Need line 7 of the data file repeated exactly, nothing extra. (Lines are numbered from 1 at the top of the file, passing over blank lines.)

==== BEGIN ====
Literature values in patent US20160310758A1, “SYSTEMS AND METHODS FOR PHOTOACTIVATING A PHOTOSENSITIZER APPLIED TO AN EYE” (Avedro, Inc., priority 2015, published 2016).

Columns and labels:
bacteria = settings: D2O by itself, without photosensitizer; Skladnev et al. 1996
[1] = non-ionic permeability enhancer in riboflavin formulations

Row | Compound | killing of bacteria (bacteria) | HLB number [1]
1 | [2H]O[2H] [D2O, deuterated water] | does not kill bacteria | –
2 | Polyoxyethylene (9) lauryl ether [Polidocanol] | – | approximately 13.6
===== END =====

2 | Polyoxyethylene (9) lauryl ether [Polidocanol] | – | approximately 13.6